It is my privilege to present to you St. Luke’s Health System’s first nursing annual report. Although nursing reports have been published separately at different sites and settings in the past, this is our first annual signature publication highlighting the collective contributions of our talented professional nurses across the Health System. Now more than ever, nursing’s role and influence is critical to the success of our organization, today and into the future.
As I reflect on the accomplishments of 2016, certainly the systematic GO LIVE of our electronic health record, myStLuke’s, is at the top of the list. I could not have been more inspired by the work of our nurses and our interdisciplinary partners for the several years of preparation prior to GO LIVE and executing on a successful “GO LIVE” October 1, 2016. Over the past six months, our teams have been completing the difficult work of stabilizing components of the health care record that have not been performing to the level required. This work has been prioritized based on feedback from our clinicians across the system based on the risk to quality and patient safety. Input from department, facility and system shared governance councils, safety huddles, clinical informatics and clinical nurse specialist resources and system affinity teams have been vital to our progression. Following the stabilization work, we will move into the lifelong journey of optimization. Again, we will rely on getting input from our nurses who are using myStLuke’s every day, to understand how we can innovate and to deliver the highest level of care with the greatest level of patient engagement possible.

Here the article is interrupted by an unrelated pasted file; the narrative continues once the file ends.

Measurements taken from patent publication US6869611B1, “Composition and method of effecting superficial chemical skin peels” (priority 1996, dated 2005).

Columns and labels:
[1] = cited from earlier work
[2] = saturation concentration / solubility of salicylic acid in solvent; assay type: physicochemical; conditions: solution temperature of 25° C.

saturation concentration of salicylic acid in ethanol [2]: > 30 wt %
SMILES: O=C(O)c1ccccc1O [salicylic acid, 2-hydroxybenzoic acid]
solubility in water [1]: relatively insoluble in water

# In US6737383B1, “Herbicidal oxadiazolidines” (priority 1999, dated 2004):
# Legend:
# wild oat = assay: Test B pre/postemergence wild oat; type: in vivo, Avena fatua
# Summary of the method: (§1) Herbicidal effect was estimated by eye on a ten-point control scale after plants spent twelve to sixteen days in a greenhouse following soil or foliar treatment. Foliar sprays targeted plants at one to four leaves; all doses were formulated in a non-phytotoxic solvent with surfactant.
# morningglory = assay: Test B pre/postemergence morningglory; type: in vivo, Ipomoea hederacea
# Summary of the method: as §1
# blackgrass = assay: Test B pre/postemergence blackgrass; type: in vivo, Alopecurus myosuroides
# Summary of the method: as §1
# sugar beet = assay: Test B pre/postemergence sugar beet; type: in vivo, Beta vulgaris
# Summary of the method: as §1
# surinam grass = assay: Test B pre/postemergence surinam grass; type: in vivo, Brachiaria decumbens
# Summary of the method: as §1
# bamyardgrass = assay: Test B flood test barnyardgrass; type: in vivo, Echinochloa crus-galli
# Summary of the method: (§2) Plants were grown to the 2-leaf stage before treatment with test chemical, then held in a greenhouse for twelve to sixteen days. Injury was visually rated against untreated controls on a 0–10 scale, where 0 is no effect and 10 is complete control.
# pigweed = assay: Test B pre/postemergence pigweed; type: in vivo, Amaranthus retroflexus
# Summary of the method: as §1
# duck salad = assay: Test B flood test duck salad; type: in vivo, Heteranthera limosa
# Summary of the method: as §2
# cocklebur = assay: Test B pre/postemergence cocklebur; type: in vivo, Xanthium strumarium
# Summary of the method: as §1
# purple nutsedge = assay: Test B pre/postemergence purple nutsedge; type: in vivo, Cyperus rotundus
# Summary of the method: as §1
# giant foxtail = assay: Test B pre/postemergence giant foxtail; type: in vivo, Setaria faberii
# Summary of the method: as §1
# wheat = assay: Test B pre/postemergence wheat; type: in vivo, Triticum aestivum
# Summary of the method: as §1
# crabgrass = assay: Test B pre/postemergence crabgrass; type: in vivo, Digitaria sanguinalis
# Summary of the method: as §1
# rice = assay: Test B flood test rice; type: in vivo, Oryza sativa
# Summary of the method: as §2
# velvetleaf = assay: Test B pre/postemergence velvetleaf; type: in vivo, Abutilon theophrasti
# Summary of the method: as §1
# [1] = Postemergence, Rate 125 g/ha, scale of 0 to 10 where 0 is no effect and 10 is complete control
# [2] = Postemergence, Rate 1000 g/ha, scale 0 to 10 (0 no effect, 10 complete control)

The implementation of myStLuke’s was required to comprehensively care for patient populations at risk—population health. Previously, data was fragmented and unorganized. The single electronic health care record will not only be a documentation tool, but will provide a source of data for analyzing our effectiveness in achieving the best clinical outcomes at the lowest cost. The benefits of managing these high-risk patient populations effectively will be invaluable to the communities we serve. Nursing will be instrumental in current and newly developed roles to achieve these outcomes. To name a few, nursing will further influence precision in safe patient hand-offs, managing care transitions, performance improvement, medication safety, patient activation and patient advocacy across care settings. The need for advanced practice nurses will continue to escalate in all settings.
It’s an exciting time to be a professional nurse at St. Luke’s. In this turbulent environment our fundamental mission is unchanged in providing superior, evidence-based, compassionate care for our patients and their families. Thank you again for your devotion to the nursing profession and our unified commitment to patient care excellence.
Cynthia (Cy) Gearhard, MN, RN, NEA-BC
Vice President, Patient Care Services/System Chief Nursing Officer